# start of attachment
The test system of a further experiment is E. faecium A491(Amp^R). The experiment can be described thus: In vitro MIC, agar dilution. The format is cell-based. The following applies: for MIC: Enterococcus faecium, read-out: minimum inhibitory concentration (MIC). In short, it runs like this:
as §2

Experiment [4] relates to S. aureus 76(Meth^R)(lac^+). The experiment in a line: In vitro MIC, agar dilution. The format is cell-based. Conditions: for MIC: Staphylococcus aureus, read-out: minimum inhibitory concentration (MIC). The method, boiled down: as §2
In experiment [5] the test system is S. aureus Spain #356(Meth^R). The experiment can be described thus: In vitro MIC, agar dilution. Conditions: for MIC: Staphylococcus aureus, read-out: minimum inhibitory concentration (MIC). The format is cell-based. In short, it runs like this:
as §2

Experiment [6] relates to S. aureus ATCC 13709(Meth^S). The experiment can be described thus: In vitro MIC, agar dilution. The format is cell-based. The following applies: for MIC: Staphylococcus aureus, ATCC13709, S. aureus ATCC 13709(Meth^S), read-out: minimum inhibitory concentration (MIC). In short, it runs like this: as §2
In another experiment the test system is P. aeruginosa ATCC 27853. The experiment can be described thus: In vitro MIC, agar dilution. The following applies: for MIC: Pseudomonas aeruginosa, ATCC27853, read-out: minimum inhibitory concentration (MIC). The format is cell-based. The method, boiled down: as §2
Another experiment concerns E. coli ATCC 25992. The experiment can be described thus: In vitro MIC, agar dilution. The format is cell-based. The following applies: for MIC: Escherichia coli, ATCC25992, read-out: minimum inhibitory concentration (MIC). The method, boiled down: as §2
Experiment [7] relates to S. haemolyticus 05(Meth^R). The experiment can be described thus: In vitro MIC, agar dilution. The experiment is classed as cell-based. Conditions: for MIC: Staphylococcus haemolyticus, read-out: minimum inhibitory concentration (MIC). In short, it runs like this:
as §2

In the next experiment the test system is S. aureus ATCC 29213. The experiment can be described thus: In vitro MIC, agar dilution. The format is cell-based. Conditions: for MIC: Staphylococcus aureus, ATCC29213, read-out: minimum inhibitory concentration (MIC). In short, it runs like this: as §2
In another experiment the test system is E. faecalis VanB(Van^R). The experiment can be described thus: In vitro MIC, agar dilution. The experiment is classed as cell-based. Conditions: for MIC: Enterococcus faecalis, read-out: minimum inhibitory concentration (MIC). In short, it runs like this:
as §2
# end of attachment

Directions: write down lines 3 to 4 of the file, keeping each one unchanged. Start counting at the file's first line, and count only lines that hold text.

Experiment [4] relates to S. aureus 76(Meth^R)(lac^+). The experiment in a line: In vitro MIC, agar dilution. The format is cell-based. Conditions: for MIC: Staphylococcus aureus, read-out: minimum inhibitory concentration (MIC). The method, boiled down: as §2
In experiment [5] the test system is S. aureus Spain #356(Meth^R). The experiment can be described thus: In vitro MIC, agar dilution. Conditions: for MIC: Staphylococcus aureus, read-out: minimum inhibitory concentration (MIC). The format is cell-based. In short, it runs like this: